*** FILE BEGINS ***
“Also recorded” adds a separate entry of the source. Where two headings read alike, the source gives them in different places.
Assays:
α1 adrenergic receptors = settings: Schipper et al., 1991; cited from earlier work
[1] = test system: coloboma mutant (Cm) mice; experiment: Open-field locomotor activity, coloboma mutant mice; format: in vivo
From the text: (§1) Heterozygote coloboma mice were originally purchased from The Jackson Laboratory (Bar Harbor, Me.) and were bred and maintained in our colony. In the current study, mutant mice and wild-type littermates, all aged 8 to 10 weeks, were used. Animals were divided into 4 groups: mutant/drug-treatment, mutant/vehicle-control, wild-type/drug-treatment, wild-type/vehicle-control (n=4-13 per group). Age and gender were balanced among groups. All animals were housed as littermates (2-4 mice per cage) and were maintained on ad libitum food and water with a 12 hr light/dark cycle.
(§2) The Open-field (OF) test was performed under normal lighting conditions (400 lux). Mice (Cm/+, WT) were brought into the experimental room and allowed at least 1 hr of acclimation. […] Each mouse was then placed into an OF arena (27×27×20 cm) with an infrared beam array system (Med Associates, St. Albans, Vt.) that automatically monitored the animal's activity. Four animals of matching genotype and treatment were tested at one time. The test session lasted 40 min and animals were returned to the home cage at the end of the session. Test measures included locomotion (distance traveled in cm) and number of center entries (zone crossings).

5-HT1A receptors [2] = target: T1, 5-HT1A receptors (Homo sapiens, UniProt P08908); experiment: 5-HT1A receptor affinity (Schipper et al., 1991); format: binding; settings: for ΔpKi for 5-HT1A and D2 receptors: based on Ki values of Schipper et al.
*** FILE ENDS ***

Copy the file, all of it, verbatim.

“Also recorded” adds a separate entry of the source. Where two headings read alike, the source gives them in different places.
Assays:
α1 adrenergic receptors = settings: Schipper et al., 1991; cited from earlier work
[1] = test system: coloboma mutant (Cm) mice; experiment: Open-field locomotor activity, coloboma mutant mice; format: in vivo
From the text: (§1) Heterozygote coloboma mice were originally purchased from The Jackson Laboratory (Bar Harbor, Me.) and were bred and maintained in our colony. In the current study, mutant mice and wild-type littermates, all aged 8 to 10 weeks, were used. Animals were divided into 4 groups: mutant/drug-treatment, mutant/vehicle-control, wild-type/drug-treatment, wild-type/vehicle-control (n=4-13 per group). Age and gender were balanced among groups. All animals were housed as littermates (2-4 mice per cage) and were maintained on ad libitum food and water with a 12 hr light/dark cycle.
(§2) The Open-field (OF) test was performed under normal lighting conditions (400 lux). Mice (Cm/+, WT) were brought into the experimental room and allowed at least 1 hr of acclimation. […] Each mouse was then placed into an OF arena (27×27×20 cm) with an infrared beam array system (Med Associates, St. Albans, Vt.) that automatically monitored the animal's activity. Four animals of matching genotype and treatment were tested at one time. The test session lasted 40 min and animals were returned to the home cage at the end of the session. Test measures included locomotion (distance traveled in cm) and number of center entries (zone crossings).

5-HT1A receptors [2] = target: T1, 5-HT1A receptors (Homo sapiens, UniProt P08908); experiment: 5-HT1A receptor affinity (Schipper et al., 1991); format: binding; settings: for ΔpKi for 5-HT1A and D2 receptors: based on Ki values of Schipper et al.